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Benjamim Guimarães Steamboat


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Steamboat Travel in the Brazilian Heartland
Benjamim Guimarães Steamboat
Photo courtesy of the Pirapora Tourism Secretariat.

The golden age of steamboat travel survives on the waters of the São Francisco River in Brazil. The Benjamim Guimarães, built in 1913 by James Rees & Sons in the United States, is a rare wood-burning steamboat still in activity. It is available for day tours and five-day trips on the river lovingly known as Velho Chico, or Old Chico (pronounced VE-lio SHE-ku, from the nickname for Francisco).

Fully restored in the early 2000s, the Benjamim Guimarães took to the waters of Velho Chico again in 2004, after 10 years anchored at a Minas Gerais port and a long history in passenger and cargo transportation. It now departs from Pirapora, a city with 53,708 inhabitants in Northern Minas Gerais, for Sunday tours and a five-day trip offered by Paradiso Turismo.

The steamboat was one of several craft built for South American clients by Pittsburgh-based James Rees & Sons, a shipyard which closed in 1930 (read more the company on Ship Building History.com, www.shipbuildinghistory.com). The vessel was first named Gaiola ("Birdcage"), a traditional denomination for São Francisco River steamboats.

Later named for the patriarch of the Guimarães family, owners of the Júlio Guimarães company who bought it in the 1920s, the steamboat transported mainly cargo, but also passengers for several decades before its period of inactivity. During World War II, it was used by Italy-bound Brazilian troops on their way to the Brazilian coast.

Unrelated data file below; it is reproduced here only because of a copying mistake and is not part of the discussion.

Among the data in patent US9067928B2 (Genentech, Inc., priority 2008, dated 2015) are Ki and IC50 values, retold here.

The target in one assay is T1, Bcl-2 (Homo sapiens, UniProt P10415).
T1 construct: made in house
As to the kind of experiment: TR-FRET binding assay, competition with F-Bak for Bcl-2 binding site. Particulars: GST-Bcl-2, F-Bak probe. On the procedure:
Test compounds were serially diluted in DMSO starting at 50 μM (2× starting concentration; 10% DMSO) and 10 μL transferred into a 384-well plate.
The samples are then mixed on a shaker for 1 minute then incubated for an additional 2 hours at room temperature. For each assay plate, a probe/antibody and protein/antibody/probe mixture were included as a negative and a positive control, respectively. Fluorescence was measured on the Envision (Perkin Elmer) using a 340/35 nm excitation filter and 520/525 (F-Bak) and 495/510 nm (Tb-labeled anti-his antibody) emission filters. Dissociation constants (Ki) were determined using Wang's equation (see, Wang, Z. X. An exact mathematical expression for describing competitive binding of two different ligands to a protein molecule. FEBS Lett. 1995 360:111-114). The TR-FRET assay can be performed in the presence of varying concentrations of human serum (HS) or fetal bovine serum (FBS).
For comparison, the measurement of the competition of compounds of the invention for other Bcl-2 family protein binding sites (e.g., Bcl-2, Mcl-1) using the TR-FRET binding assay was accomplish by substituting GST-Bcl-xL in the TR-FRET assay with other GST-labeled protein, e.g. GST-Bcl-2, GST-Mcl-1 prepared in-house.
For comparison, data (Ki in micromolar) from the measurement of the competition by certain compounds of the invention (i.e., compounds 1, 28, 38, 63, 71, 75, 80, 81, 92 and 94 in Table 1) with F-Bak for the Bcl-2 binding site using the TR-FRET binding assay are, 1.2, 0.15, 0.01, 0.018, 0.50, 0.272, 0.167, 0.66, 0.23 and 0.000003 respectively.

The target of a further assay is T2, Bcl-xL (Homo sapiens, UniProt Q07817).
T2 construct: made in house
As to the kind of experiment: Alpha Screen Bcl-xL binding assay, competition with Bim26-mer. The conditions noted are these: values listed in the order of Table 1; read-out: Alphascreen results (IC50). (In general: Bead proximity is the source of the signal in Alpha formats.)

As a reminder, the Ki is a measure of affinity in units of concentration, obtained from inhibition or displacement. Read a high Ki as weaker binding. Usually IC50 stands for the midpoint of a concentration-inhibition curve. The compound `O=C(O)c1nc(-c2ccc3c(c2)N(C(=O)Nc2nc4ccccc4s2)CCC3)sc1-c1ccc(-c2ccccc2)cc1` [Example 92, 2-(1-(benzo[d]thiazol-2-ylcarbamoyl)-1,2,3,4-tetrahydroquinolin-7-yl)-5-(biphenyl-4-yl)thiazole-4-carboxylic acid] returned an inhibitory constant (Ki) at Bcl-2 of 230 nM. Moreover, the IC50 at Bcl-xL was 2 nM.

In 1987, the Benjamim Guimarães first became a strictly touristic craft. Its tours from Pirapora on the São Francisco River ceased in 1995, when boiler problems caused it to be considered unsafe for navigation.

The steamboat's complete restorarion was carried out by Franave, the extinct São Francisco Navigation Company, in a partnership with Brazil's Ministry of Transportation and coordinated by naval engineer Odair Sanguino. Restorer Ailton Batista da Silva and architect Joacir Concelos, from IEPHA - the naval heritage institute which listed the craft in 1985 - helped launch the steamboat into its new, upgraded life.

Benjamim Guimarães Features

With three decks, all covered, the Benjamim Guimarães carries 140 passengers and crew. Deck 1 has the steam engine, boiler and kitchen. Deck 2 has a bar, 12 staterooms with 24 bunk beds, restrooms and a leisure area along the sides of the boat. Deck 3 offers plenty of space for live shows and partying.

The steamboat is well-equipped for safety with 20 lifeboats, a motorboat, and 250 life vests.

Sunday Tours

On Sundays, the Benjamim Guimarães leaves from Pirapora for a tour on the São Francisco River. As of this writing, the tour doesn't go all the way to Petrolina in Bahia as it used to. The tour must be booked at the Pirapora Secretariat of Tourism (phone number 55-38-3749-6155, address Praça da Estaçao, or the Station Square, no number).

Tour schedule: Departure at 10 a.m., arrival back in Pirapora at 1 p.m.

Ticket price: R$20

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